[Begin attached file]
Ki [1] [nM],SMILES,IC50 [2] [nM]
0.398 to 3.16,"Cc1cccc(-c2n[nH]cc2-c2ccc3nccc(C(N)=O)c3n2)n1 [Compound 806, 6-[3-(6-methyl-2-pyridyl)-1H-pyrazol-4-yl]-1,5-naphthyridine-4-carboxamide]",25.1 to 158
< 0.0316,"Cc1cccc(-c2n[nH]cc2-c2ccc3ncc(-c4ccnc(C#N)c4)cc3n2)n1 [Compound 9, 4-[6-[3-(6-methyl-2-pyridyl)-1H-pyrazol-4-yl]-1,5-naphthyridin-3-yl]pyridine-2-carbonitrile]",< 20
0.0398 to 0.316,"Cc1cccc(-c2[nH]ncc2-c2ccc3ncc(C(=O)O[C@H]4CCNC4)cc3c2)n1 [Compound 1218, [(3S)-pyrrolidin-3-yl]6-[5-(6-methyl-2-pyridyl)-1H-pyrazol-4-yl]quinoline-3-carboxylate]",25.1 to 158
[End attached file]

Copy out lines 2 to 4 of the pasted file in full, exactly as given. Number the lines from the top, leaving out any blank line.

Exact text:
0.398 to 3.16,"Cc1cccc(-c2n[nH]cc2-c2ccc3nccc(C(N)=O)c3n2)n1 [Compound 806, 6-[3-(6-methyl-2-pyridyl)-1H-pyrazol-4-yl]-1,5-naphthyridine-4-carboxamide]",25.1 to 158
< 0.0316,"Cc1cccc(-c2n[nH]cc2-c2ccc3ncc(-c4ccnc(C#N)c4)cc3n2)n1 [Compound 9, 4-[6-[3-(6-methyl-2-pyridyl)-1H-pyrazol-4-yl]-1,5-naphthyridin-3-yl]pyridine-2-carbonitrile]",< 20
0.0398 to 0.316,"Cc1cccc(-c2[nH]ncc2-c2ccc3ncc(C(=O)O[C@H]4CCNC4)cc3c2)n1 [Compound 1218, [(3S)-pyrrolidin-3-yl]6-[5-(6-methyl-2-pyridyl)-1H-pyrazol-4-yl]quinoline-3-carboxylate]",25.1 to 158